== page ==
How Does an Idea Become a Product?

How Does an Idea Become a Product?

Millions of products launch every year but the process behind how they all come to be is often mysterious. How does an idea become a product? What is going on behind the scenes?

In our What is Soft Goods Design? post we shared a broad overview of the product development cycle that we follow for each project at Interwoven Design. In this post, we’ll walk through our specific studio process in detail, breaking down each phase of our workflow to provide insight into how a design studio functions, and how a good idea becomes a great product.

Product Development

Our design process embodies the true nature of collaboration. Rebeccah Pailes-Friedman, our fearless leader and the founder and principal designer at Interwoven Design, leads our team to achieve ambitious goals throughout the design and product development life cycle. By approaching industrial design with a start-up mindset we can iterate quickly, constantly informed by user testing and feedback that allows us to create innovative and functional wearable products like the Apex Exosuit.

Interwoven Design Process: Research, Design, Prototype, Manufacture & Launch
The Interwoven Design Process has four main stages: Research, Design, Prototype, and Manufacture & Launch

Design Research & Analysis

We conduct design research and analysis that includes key requirements, physical constraints of the product, marketing objectives, examples of similar solutions, materials inquiries, aesthetics, and preliminary fabric research. Using this research as a jumping off point, our team explores additional aesthetic research, including trend, silhouette, texture and colors.

Brainstorming

Collaborative discussions to brainstorm product features and technical options based on market and technical research can be highly generative. All ideas are then put forward and distilled into a single product goal.

Research

Market research includes observational research, existing products, comparing features, benefits and capabilities, determining how price and performance compare across the current market, and first-hand teardowns of competitor products.

Planning & Design Concepts

The planning phase is a collaborative and internal effort to initiate the product development process. From a detailed definition of the product scope to the initiation of the creative design process, this includes concept creation, color development, materials research required for the full product, and silhouette sketches for both the apparel (as we do a lot of products that are worn on the body) and industrial design.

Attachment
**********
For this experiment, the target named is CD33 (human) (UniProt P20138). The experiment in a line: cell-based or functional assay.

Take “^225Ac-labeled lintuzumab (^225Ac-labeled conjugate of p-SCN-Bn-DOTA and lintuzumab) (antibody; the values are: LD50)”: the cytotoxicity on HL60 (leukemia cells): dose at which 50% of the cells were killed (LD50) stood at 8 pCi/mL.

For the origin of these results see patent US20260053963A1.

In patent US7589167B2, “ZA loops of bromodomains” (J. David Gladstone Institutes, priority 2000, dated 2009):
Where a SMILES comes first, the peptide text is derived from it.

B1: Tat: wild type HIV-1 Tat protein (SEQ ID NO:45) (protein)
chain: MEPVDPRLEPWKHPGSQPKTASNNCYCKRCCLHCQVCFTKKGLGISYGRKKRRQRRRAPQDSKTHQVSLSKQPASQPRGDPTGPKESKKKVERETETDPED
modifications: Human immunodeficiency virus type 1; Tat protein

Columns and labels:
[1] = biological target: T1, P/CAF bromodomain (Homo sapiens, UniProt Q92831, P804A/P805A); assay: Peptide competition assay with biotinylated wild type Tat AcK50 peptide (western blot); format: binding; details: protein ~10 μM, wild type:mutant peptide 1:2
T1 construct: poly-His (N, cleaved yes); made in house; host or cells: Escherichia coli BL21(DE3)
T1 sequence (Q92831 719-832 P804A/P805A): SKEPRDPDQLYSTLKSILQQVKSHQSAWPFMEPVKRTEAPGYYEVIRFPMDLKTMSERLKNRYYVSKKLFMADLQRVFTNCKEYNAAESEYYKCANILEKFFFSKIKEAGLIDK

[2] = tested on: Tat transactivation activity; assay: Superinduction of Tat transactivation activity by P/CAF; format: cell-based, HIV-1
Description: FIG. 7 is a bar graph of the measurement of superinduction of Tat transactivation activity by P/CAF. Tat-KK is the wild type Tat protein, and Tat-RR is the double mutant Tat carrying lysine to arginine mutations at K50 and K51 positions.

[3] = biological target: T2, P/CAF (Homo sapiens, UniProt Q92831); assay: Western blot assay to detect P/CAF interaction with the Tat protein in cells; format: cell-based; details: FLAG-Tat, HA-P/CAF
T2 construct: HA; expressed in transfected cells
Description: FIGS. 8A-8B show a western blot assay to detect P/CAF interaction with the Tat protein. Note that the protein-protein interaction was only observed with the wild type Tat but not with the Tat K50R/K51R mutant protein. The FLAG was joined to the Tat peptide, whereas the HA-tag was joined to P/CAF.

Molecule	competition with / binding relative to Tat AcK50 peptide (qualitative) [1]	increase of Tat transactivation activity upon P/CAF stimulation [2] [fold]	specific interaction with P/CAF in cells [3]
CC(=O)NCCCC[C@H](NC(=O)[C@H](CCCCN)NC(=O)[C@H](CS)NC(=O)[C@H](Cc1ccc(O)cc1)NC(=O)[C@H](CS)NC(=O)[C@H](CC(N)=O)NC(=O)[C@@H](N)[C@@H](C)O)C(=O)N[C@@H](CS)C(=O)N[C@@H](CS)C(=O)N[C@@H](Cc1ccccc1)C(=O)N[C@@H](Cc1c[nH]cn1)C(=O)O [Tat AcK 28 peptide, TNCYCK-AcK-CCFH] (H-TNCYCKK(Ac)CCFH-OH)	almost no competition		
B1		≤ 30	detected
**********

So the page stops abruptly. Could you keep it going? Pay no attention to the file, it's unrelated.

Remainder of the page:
Product Scope & Management

Defining the scope is a collaborative effort to create the product vision, finalize the list of product requirements, and establish a product roadmap wherein every required feature is tied to a user need.

Concept Development

We provide textile (apparel and soft goods), product and technology design solutions guided by research. Multiple solutions are presented at this stage. This phase includes preliminary fabric research and the establishment of a product technology platform for the client brand as well.

Alpha Prototype

We create a series of ideation sketches and alpha (first round) prototype mock-ups for conceptual solutions. These proof-of-concept prototypes are created quickly and consist of looks-like and works-like models to promote rapid iteration. The goal is to test and iterate as fast as possible to get to the best solution.

Ideation Sketches

We provide refined conceptual designs that have been selected from the sketched concepts. Detailed drawings of each of the selected designs are presented in multiple views and rendered with a high level of detail.

Alpha Prototype Mock-ups

Two to three proof-of-concept alpha prototypes of the conceptual designs are developed. Materials are identified and low fidelity alternatives are used where needed. Each subsystem is prototyped independently with each iterated upon two to five times until it meets the chosen requirements. An aesthetic prototype can be created if requested by the client.

Beta Prototype

We make a collaborative effort with the client to choose the final subsystem implementations to be used in the beta (second round) prototype. The final product offering is determined and the final design is triggered. This final stage is often where the most difficult decisions are made between functionality, cost, and aesthetics.

Prototype

This phase involves the development of a fully functional and looks-like pre-production prototype that matches the list of requirements. It involves two to three iterations of design, development, testing, and redesigning, depending on the product and client needs. CAD files are created for rapid prototyping, preliminary mold making, and pattern making.

Production Hand-off

We coordinate the hand-off of the design and prototypes to an internal product development or production team. We can also work directly with a manufacturing partner to facilitate the transition from high fidelity prototype to mass production.

Manufaturing